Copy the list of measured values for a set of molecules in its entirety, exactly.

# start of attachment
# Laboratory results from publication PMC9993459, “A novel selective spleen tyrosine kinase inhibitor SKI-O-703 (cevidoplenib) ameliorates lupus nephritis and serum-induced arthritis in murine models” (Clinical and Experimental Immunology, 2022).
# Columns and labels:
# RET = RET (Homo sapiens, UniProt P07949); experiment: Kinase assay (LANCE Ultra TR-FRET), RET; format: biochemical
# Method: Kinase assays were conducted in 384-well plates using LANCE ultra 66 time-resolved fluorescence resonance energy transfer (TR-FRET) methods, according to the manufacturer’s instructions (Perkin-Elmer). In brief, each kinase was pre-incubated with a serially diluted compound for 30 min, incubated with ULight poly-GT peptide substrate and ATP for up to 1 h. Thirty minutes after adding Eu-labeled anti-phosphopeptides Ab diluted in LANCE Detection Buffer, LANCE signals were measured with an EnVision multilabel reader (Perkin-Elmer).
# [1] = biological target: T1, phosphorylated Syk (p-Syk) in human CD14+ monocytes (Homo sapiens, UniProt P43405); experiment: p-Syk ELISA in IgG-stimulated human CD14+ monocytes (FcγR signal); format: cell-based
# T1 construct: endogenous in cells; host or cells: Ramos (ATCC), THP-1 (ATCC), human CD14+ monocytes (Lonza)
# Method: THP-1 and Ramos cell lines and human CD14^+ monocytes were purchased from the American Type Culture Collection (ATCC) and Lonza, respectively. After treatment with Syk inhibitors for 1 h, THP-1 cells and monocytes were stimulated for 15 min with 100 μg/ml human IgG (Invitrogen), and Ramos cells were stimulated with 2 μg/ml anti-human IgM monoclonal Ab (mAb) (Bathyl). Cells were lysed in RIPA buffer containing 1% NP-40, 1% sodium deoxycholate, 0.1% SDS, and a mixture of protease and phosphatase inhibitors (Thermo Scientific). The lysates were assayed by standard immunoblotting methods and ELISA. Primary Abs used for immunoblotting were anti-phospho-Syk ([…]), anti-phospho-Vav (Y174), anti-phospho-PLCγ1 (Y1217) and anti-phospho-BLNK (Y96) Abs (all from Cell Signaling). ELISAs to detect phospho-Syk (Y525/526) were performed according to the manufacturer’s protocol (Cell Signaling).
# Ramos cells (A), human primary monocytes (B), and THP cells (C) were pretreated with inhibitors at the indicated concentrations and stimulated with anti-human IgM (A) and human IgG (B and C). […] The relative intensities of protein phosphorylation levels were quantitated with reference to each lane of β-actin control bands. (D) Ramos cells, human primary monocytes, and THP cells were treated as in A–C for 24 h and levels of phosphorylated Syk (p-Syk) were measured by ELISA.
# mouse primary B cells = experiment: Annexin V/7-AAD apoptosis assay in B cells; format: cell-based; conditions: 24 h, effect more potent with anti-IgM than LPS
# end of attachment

# Laboratory results from publication PMC9993459, “A novel selective spleen tyrosine kinase inhibitor SKI-O-703 (cevidoplenib) ameliorates lupus nephritis and serum-induced arthritis in murine models” (Clinical and Experimental Immunology, 2022).
# Columns and labels:
# RET = RET (Homo sapiens, UniProt P07949); experiment: Kinase assay (LANCE Ultra TR-FRET), RET; format: biochemical
# Method: Kinase assays were conducted in 384-well plates using LANCE ultra 66 time-resolved fluorescence resonance energy transfer (TR-FRET) methods, according to the manufacturer’s instructions (Perkin-Elmer). In brief, each kinase was pre-incubated with a serially diluted compound for 30 min, incubated with ULight poly-GT peptide substrate and ATP for up to 1 h. Thirty minutes after adding Eu-labeled anti-phosphopeptides Ab diluted in LANCE Detection Buffer, LANCE signals were measured with an EnVision multilabel reader (Perkin-Elmer).
# [1] = biological target: T1, phosphorylated Syk (p-Syk) in human CD14+ monocytes (Homo sapiens, UniProt P43405); experiment: p-Syk ELISA in IgG-stimulated human CD14+ monocytes (FcγR signal); format: cell-based
# T1 construct: endogenous in cells; host or cells: Ramos (ATCC), THP-1 (ATCC), human CD14+ monocytes (Lonza)
# Method: THP-1 and Ramos cell lines and human CD14^+ monocytes were purchased from the American Type Culture Collection (ATCC) and Lonza, respectively. After treatment with Syk inhibitors for 1 h, THP-1 cells and monocytes were stimulated for 15 min with 100 μg/ml human IgG (Invitrogen), and Ramos cells were stimulated with 2 μg/ml anti-human IgM monoclonal Ab (mAb) (Bathyl). Cells were lysed in RIPA buffer containing 1% NP-40, 1% sodium deoxycholate, 0.1% SDS, and a mixture of protease and phosphatase inhibitors (Thermo Scientific). The lysates were assayed by standard immunoblotting methods and ELISA. Primary Abs used for immunoblotting were anti-phospho-Syk ([…]), anti-phospho-Vav (Y174), anti-phospho-PLCγ1 (Y1217) and anti-phospho-BLNK (Y96) Abs (all from Cell Signaling). ELISAs to detect phospho-Syk (Y525/526) were performed according to the manufacturer’s protocol (Cell Signaling).
# Ramos cells (A), human primary monocytes (B), and THP cells (C) were pretreated with inhibitors at the indicated concentrations and stimulated with anti-human IgM (A) and human IgG (B and C). […] The relative intensities of protein phosphorylation levels were quantitated with reference to each lane of β-actin control bands. (D) Ramos cells, human primary monocytes, and THP cells were treated as in A–C for 24 h and levels of phosphorylated Syk (p-Syk) were measured by ELISA.
# mouse primary B cells = experiment: Annexin V/7-AAD apoptosis assay in B cells; format: cell-based; conditions: 24 h, effect more potent with anti-IgM than LPS